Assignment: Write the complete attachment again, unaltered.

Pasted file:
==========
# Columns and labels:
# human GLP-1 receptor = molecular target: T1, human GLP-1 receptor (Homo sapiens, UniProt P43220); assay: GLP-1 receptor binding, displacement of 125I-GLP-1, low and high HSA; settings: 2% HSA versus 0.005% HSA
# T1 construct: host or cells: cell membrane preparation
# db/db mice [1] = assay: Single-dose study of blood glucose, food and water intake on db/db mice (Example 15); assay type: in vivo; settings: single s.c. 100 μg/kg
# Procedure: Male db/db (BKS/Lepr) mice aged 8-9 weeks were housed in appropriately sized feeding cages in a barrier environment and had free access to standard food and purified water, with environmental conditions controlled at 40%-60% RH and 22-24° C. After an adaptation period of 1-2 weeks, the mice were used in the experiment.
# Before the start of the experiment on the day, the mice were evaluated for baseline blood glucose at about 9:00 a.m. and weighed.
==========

# Columns and labels:
# human GLP-1 receptor = molecular target: T1, human GLP-1 receptor (Homo sapiens, UniProt P43220); assay: GLP-1 receptor binding, displacement of 125I-GLP-1, low and high HSA; settings: 2% HSA versus 0.005% HSA
# T1 construct: host or cells: cell membrane preparation
# db/db mice [1] = assay: Single-dose study of blood glucose, food and water intake on db/db mice (Example 15); assay type: in vivo; settings: single s.c. 100 μg/kg
# Procedure: Male db/db (BKS/Lepr) mice aged 8-9 weeks were housed in appropriately sized feeding cages in a barrier environment and had free access to standard food and purified water, with environmental conditions controlled at 40%-60% RH and 22-24° C. After an adaptation period of 1-2 weeks, the mice were used in the experiment.
# Before the start of the experiment on the day, the mice were evaluated for baseline blood glucose at about 9:00 a.m. and weighed.